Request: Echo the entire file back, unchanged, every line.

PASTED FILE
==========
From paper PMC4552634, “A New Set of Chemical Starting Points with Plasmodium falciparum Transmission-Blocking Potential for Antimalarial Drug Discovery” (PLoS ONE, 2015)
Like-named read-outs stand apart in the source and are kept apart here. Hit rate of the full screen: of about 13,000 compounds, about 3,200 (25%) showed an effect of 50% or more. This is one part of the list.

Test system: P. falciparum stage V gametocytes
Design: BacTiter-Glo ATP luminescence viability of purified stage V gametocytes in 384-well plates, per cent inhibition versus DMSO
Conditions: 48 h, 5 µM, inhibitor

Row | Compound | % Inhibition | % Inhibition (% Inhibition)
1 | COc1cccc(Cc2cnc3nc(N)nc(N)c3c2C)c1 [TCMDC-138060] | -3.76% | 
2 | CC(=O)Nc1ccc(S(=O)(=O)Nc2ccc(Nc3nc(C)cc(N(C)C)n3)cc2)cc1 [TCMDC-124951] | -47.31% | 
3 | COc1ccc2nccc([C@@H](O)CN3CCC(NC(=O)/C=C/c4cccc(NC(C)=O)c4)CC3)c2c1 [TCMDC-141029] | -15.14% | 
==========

From paper PMC4552634, “A New Set of Chemical Starting Points with Plasmodium falciparum Transmission-Blocking Potential for Antimalarial Drug Discovery” (PLoS ONE, 2015)
Like-named read-outs stand apart in the source and are kept apart here. Hit rate of the full screen: of about 13,000 compounds, about 3,200 (25%) showed an effect of 50% or more. This is one part of the list.

Test system: P. falciparum stage V gametocytes
Design: BacTiter-Glo ATP luminescence viability of purified stage V gametocytes in 384-well plates, per cent inhibition versus DMSO
Conditions: 48 h, 5 µM, inhibitor

Row | Compound | % Inhibition | % Inhibition (% Inhibition)
1 | COc1cccc(Cc2cnc3nc(N)nc(N)c3c2C)c1 [TCMDC-138060] | -3.76% | 
2 | CC(=O)Nc1ccc(S(=O)(=O)Nc2ccc(Nc3nc(C)cc(N(C)C)n3)cc2)cc1 [TCMDC-124951] | -47.31% | 
3 | COc1ccc2nccc([C@@H](O)CN3CCC(NC(=O)/C=C/c4cccc(NC(C)=O)c4)CC3)c2c1 [TCMDC-141029] | -15.14% | 